New to the Endangered List: America’s Infrastructure

    Charles Benard

    Security, Americas

    Commerce Secretary Wilbur Ross holds a news conference to make an announcement, after a background conference call with Commerce, Justice Department and Treasury Department officials at the Department of Commerce in Washington, U.S., March 7, 2017. REUTERS/Eric Thayer

    The desire for inexpensive goods cannot override our need for national security.

    The Trump administration is right to say that we need significant changes to our trade strategy. What should it be and how it balances economic and trade interests with national-security concerns such as distinguishing between allied or adversarial power, is complex. No trade grand strategy balancing these factors has emerged yet. What we have had, however, has been a focus on individual sectors like communications/technology, aluminum and steel, farm or dairy products and automobiles. This has occasioned a lot of anger and outrage from the G7 partners and elsewhere, but in truth, we haven’t even yet scratched the surface of what our national interest requires.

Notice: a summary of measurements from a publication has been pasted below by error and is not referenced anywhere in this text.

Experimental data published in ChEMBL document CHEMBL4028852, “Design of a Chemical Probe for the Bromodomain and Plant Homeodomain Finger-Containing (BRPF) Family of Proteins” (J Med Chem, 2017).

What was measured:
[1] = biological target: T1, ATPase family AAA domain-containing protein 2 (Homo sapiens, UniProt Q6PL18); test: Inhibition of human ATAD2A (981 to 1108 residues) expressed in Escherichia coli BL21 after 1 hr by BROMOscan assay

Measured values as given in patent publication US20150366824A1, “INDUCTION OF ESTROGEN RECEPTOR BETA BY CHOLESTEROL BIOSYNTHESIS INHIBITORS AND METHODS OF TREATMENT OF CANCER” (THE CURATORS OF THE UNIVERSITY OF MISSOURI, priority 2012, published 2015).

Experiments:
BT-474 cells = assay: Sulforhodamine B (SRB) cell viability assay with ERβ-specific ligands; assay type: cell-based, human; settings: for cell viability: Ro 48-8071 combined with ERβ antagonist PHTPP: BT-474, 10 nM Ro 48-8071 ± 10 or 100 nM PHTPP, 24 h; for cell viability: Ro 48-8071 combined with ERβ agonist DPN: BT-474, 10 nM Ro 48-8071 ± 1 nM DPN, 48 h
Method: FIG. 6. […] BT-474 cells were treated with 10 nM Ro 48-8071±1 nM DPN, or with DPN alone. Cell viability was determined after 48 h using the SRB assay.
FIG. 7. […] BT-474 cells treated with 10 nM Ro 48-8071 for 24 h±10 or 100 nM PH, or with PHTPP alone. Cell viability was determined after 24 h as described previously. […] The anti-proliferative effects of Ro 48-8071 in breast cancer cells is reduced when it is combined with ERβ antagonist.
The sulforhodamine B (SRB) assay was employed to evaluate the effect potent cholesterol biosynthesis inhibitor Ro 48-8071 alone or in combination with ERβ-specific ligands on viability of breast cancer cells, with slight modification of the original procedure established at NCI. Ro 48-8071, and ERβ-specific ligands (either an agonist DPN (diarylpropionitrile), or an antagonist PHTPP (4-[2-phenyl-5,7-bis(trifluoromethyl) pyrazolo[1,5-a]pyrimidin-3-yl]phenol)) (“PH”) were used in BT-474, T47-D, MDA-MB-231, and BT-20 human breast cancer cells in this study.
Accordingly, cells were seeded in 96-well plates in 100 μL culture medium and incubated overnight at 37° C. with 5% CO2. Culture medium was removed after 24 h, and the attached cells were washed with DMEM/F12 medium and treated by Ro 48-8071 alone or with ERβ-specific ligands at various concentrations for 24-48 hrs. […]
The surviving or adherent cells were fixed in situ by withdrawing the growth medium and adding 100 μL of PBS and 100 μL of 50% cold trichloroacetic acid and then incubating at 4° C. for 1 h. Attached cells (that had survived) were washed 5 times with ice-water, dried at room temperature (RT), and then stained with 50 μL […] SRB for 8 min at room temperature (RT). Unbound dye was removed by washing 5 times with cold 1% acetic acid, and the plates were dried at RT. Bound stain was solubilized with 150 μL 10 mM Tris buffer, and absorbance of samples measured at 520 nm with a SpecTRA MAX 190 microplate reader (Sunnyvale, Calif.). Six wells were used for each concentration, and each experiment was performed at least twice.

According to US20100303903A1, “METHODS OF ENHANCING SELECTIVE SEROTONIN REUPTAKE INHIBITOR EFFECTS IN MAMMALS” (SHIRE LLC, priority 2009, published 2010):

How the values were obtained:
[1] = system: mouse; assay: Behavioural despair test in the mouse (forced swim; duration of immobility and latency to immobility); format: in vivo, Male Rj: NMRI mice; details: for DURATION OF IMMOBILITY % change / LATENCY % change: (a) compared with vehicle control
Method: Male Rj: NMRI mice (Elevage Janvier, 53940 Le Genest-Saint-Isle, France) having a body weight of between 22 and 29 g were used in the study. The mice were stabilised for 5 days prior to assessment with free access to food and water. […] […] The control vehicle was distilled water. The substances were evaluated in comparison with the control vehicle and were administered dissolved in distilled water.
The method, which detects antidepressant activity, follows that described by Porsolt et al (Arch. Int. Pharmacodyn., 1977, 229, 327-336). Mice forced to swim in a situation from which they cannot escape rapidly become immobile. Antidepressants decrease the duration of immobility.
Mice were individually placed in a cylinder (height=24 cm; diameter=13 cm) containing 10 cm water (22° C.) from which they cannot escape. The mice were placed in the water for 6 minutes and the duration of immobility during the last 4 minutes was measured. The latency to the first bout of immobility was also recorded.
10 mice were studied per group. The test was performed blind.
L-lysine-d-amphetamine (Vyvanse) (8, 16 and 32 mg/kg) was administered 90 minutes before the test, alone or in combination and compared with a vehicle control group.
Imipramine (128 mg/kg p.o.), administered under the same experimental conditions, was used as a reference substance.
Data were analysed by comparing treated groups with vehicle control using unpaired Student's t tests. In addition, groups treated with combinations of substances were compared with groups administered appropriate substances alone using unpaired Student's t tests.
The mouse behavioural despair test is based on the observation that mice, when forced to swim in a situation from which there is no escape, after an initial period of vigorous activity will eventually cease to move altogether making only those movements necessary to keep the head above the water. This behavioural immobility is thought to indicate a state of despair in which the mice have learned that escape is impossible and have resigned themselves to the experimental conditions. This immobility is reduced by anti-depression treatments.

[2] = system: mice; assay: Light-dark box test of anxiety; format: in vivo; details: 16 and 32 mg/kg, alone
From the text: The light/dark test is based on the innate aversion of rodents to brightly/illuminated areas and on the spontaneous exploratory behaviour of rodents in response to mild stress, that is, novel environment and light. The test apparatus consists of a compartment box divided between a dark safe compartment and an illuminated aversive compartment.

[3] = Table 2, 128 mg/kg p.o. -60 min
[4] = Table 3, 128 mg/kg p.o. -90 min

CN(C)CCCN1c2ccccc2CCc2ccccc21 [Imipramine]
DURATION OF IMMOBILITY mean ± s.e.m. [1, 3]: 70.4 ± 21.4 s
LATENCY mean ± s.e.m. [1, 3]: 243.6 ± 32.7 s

This March, President Trump imposed worldwide tariffs on steel and aluminum, but exempted Canada, Mexico and the EU. A few days later, he imposed tariffs of 25 percent on imported steel and 10 percent on imported aluminum from those countries he had previously exempted.

    It is of course important to assure that the American industry is robust, but our trade strategy needs to be about much more than that. There are four key concerns:

    1. For important goods, the United States must not be dependent on only one supplier. Even if this supplier is in a friendly country, a natural disaster or a bankruptcy or a host of other unpredictable disruptions can then leave us abruptly high and dry.

    2. If this sole or most important supplier is in an adversarial country, added to this is the possibility of deliberate disruption and the ability to exert undue pressure.

    3. In the case of some products, their component parts or assembly, we are vulnerable to tampering, the inclusion of spyware or malware and the ability to disable items remotely.

    4. Outsourcing increasingly amounts to giving away U.S. technology, including to hostile countries, losing our edge, and essentially funding the research-and-development sectors of those countries.

    Today, none of the “Made in America” efforts look at where the individual components are made. Where do the circuit boards and other individual components come from?

    Is it possible to build any technology product using parts where everything is sourced in the United States? Even if you could, where do the raw materials come from? For items assembled here, where do the parts originate?

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